The report below was originally published in our Annual Report 2018 / 2019.
Over the past twelve months, we have reviewed staffing levels across all departments. Registered Nursing hours’ have increased to meet the changing needs of our residents and to provide greater support to our skilled care staff. Staffing ratios do not work and as we know by experience, they merely increase costs without guaranteeing an increase in quality to residents. They should never be used as a ‘tick box’ approach to simply benefit a few who wish to make political statements. At Allambie Heights Residential Aged Care Facility, we have consistently reviewed staffing levels, skills and experience and we will continue to do so. Our Housekeeping Team are working across 7 days and our laundry service is operational 7 days a week having increased their staffing hours. Our Maintenance Team’s hours have also been increased.
Recreation is a really important aspect of services offered here at Allambie Heights Residential Aged Care Facility and has been increased until 9.00pm, 7 days a week. Our recreational activities programme is inclusive and is also tailored to individuals’ needs. We continue to utilise our amazing volunteers who are invaluable in the service that they provide.
Our external Physiotherapy Contractor provides physiotherapy to our residents by way of group exercises and individual assessments. Physiotherapy is also offered to residents four times a week who are part of the pain reduction program by two physiotherapists who use PainChek software for residents who have poor communication ability.
This program is having a positive impact on residents who have suffered with chronic pain. We are finding that this service has contributed to reducing the amount of oral pain relief medication that some residents are taking and a reduction in such medication being prescribed by general practitioners and psycho-geriatricians as we better understand the needs and behaviours presented by residents with poor communication ability.
‘Staffing ratios do not work’
Compassion and Skilled Care
Over the past year we said a fond farewell to 12 of our long-standing residents. This has been a difficult time for both residents and staff. Staff have been aware that residents within the residential aged care facility are feeling the loss of friends and have been respectful and helpful to those people feeling such loss. Of the 12 residents who died, 11 of them died here within our residential aged care facility. This is a great testament to the Care and Nursing staff who managed our residents to the end of their lives with great respect and dignity. I acknowledge all of the Team who in their own way went about their roles with sensitivity and support at these times.
Our Residential Aged Care Facility is as ever in demand and we have experienced high levels of resident occupancy during the year. Our respite care service has also been active and bookings are taken for many months ahead. We have bi-monthly meetings with residents throughout the year and circulate minutes of these meetings which demonstrate high levels of satisfaction from residents about our services across all of our teams.
Our meetings with relatives of our residents during the year were enjoyable and engaging. I was joined for an evening event by some of my colleagues. This involved sharing information about some of our developments, to answer questions and to receive feedback. We also discussed the Royal Commission into Aged Care Quality and Safety and the formation of the Australian Government’s Aged Care Quality and Safety Commission which since 2019 will be the regulatory authority for residential aged care facilities across Australia and which replaced the Australian Government’s Aged Care Quality Agency.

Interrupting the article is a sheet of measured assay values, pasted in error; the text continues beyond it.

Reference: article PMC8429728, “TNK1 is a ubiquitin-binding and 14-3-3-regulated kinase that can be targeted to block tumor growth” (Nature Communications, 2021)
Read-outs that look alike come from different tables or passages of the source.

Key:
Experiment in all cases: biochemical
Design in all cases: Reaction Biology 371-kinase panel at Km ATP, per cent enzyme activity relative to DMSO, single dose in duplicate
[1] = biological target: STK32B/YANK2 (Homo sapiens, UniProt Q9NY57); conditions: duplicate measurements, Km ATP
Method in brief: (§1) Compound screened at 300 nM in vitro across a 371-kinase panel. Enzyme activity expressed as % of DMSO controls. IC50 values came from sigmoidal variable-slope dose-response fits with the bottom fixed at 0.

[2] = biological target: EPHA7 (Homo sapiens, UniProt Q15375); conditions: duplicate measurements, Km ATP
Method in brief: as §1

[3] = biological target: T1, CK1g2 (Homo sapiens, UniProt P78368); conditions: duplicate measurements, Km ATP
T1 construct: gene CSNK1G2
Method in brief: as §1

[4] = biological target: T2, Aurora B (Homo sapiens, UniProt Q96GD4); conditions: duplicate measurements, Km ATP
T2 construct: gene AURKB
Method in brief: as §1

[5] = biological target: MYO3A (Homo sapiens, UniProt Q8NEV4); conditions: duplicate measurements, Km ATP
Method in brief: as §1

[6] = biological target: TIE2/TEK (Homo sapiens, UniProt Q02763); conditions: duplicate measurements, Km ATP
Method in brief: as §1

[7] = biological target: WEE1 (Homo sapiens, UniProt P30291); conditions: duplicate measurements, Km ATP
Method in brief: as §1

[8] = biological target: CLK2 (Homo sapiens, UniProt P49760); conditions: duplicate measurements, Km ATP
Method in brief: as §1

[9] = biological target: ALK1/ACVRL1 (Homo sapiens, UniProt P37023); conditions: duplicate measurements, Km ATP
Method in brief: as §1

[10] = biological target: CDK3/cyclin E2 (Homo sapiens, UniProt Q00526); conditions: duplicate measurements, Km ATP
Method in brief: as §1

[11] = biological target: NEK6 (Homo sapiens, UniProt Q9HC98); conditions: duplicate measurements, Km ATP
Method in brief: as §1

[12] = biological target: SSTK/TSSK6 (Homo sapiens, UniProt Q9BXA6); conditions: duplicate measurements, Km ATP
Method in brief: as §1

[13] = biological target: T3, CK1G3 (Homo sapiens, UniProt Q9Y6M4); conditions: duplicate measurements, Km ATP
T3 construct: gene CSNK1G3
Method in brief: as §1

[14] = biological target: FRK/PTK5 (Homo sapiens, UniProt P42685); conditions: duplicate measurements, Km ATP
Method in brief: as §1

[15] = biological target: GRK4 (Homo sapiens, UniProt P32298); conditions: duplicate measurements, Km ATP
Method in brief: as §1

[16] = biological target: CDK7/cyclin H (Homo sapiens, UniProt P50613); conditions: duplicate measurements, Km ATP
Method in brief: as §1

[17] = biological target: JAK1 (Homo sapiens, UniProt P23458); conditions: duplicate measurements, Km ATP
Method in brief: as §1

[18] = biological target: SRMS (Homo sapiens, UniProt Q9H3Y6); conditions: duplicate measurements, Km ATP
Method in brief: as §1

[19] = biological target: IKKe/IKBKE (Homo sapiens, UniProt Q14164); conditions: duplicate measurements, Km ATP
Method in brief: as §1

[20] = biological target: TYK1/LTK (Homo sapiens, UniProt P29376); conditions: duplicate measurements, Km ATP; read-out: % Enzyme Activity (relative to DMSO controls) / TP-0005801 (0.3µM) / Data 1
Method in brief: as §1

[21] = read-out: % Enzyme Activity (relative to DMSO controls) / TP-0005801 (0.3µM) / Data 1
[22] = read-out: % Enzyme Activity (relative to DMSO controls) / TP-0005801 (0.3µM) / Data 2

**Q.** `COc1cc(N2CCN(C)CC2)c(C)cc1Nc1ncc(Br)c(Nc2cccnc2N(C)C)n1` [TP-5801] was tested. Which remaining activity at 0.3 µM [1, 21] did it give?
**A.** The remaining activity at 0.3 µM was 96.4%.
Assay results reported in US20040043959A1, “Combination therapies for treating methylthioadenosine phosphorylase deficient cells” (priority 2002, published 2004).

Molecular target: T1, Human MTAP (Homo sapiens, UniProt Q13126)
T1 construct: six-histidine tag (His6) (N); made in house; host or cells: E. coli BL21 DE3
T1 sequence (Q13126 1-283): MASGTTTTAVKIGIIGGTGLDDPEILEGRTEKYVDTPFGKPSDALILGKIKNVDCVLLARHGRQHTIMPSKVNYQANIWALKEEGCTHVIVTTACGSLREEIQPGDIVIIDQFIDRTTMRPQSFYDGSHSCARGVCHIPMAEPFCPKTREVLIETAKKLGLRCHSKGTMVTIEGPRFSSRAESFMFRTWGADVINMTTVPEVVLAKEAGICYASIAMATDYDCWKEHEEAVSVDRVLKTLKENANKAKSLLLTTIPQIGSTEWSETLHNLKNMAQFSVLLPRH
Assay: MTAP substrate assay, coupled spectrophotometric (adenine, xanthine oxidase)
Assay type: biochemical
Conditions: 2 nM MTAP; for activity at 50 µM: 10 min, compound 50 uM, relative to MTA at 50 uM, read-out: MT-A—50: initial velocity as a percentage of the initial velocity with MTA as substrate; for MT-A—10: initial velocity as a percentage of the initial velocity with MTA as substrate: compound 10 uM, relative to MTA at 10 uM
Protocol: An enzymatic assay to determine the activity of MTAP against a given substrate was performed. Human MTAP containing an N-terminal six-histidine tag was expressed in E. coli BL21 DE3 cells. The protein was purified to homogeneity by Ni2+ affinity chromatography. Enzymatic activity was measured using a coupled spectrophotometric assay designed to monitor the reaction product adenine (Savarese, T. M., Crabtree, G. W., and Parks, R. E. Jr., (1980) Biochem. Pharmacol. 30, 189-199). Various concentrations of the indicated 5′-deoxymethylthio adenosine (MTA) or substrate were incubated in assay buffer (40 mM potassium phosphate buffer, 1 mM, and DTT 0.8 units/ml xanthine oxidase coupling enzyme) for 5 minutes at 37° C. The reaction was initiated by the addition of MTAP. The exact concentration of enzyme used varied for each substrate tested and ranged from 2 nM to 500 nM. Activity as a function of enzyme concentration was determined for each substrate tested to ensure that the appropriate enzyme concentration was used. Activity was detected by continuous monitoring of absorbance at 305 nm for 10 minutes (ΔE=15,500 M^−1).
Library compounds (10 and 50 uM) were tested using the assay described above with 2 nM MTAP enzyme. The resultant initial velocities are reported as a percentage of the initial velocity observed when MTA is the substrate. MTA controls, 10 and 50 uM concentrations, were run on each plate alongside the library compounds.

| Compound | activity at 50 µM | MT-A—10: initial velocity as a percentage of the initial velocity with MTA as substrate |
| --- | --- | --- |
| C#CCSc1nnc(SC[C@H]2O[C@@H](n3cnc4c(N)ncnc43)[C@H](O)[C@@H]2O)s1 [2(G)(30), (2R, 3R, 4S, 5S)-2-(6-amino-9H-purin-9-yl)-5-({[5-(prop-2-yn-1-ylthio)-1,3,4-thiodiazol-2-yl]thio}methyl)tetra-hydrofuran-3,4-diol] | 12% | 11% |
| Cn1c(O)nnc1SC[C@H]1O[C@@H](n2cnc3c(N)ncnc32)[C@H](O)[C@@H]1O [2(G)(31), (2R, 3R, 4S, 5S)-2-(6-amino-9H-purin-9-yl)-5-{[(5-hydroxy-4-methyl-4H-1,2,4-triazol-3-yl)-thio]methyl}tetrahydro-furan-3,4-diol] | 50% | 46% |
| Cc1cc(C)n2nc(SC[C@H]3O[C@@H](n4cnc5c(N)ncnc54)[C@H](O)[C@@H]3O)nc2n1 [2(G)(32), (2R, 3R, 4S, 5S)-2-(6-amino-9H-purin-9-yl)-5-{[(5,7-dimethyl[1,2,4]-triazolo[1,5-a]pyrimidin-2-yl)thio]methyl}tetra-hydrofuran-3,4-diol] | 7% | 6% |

‘The invasive amount of regulation and audit processes that we face as an Industry’
Industry Changes, the Resident is First Always
I refer to last year’s Report where I touched on the invasive amount of regulation and audit processes that we face as an Industry. The Aged Care Quality and Safety Commission introduced on 1 July 2019, a new set of 8 Standards (previously 4 Standards) and 42 Requirements (previously 44 Outcomes) against which all of our services and quality are measured for compliance. These measurements must also be achieved when an Operator applies for a Licence to operate a residential aged care which occurs every 3 years.
In preparation for these immense Industry changes, we commenced familiarising our management team and staff in November 2018 and provided full training for all staff employed by Allambie Heights Village Ltd. during April and May 2019. Some of our Directors joined us in the training sessions. The training covered all aspects of the new requirements and staff are now conversant in what each Standard represents and how it must be met. With this in mind, we are adapting some of our processes to reflect the very positive recognition of customer service which we focus on always with our residents at all levels of our Company.
On 21 February 2019, we received an unannounced site audit from the new Aged Care Quality and Safety Commission. This was conducted throughout the day by one of the Commission’s Assessors who was in the process of transitioning as are all Commission Assessors from the older system to the newer one. We received a very positive report. We welcome such audits to shine and to present the very best of what we do. We are always open to feedback from all persons and we are keen to continue to make our services better for our residents, staff and visitors.
The past 12 months have been a very exciting time at Allambie Heights Village Residential Care Facility. I can honestly say that it is a great pleasure to work within such a caring environment and with an exceptional team.
‘A great testament to the Care and Nursing staff’